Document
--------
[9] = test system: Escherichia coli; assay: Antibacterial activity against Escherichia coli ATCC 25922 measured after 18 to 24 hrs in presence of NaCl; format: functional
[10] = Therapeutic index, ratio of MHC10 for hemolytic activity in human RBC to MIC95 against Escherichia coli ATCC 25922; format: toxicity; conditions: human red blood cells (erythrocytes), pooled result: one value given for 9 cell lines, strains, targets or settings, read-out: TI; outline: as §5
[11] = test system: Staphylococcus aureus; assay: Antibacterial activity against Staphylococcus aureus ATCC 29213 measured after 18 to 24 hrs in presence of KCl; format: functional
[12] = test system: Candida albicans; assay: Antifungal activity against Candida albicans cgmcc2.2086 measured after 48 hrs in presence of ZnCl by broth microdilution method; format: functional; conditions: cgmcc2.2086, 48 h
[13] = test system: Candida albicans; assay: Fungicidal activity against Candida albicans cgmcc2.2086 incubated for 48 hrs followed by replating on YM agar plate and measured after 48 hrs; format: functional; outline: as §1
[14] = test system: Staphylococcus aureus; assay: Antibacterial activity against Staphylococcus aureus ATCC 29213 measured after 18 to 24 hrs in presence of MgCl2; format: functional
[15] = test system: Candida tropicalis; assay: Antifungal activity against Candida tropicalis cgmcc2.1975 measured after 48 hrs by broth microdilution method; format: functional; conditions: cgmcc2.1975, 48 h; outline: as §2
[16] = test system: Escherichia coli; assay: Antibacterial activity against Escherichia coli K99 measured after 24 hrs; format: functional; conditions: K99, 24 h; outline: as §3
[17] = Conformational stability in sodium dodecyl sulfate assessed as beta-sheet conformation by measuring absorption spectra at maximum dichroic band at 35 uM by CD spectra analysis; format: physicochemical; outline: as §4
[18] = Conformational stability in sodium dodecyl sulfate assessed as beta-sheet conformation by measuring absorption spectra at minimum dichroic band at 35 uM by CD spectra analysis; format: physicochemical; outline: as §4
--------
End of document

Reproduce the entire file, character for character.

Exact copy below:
[9] = test system: Escherichia coli; assay: Antibacterial activity against Escherichia coli ATCC 25922 measured after 18 to 24 hrs in presence of NaCl; format: functional
[10] = Therapeutic index, ratio of MHC10 for hemolytic activity in human RBC to MIC95 against Escherichia coli ATCC 25922; format: toxicity; conditions: human red blood cells (erythrocytes), pooled result: one value given for 9 cell lines, strains, targets or settings, read-out: TI; outline: as §5
[11] = test system: Staphylococcus aureus; assay: Antibacterial activity against Staphylococcus aureus ATCC 29213 measured after 18 to 24 hrs in presence of KCl; format: functional
[12] = test system: Candida albicans; assay: Antifungal activity against Candida albicans cgmcc2.2086 measured after 48 hrs in presence of ZnCl by broth microdilution method; format: functional; conditions: cgmcc2.2086, 48 h
[13] = test system: Candida albicans; assay: Fungicidal activity against Candida albicans cgmcc2.2086 incubated for 48 hrs followed by replating on YM agar plate and measured after 48 hrs; format: functional; outline: as §1
[14] = test system: Staphylococcus aureus; assay: Antibacterial activity against Staphylococcus aureus ATCC 29213 measured after 18 to 24 hrs in presence of MgCl2; format: functional
[15] = test system: Candida tropicalis; assay: Antifungal activity against Candida tropicalis cgmcc2.1975 measured after 48 hrs by broth microdilution method; format: functional; conditions: cgmcc2.1975, 48 h; outline: as §2
[16] = test system: Escherichia coli; assay: Antibacterial activity against Escherichia coli K99 measured after 24 hrs; format: functional; conditions: K99, 24 h; outline: as §3
[17] = Conformational stability in sodium dodecyl sulfate assessed as beta-sheet conformation by measuring absorption spectra at maximum dichroic band at 35 uM by CD spectra analysis; format: physicochemical; outline: as §4
[18] = Conformational stability in sodium dodecyl sulfate assessed as beta-sheet conformation by measuring absorption spectra at minimum dichroic band at 35 uM by CD spectra analysis; format: physicochemical; outline: as §4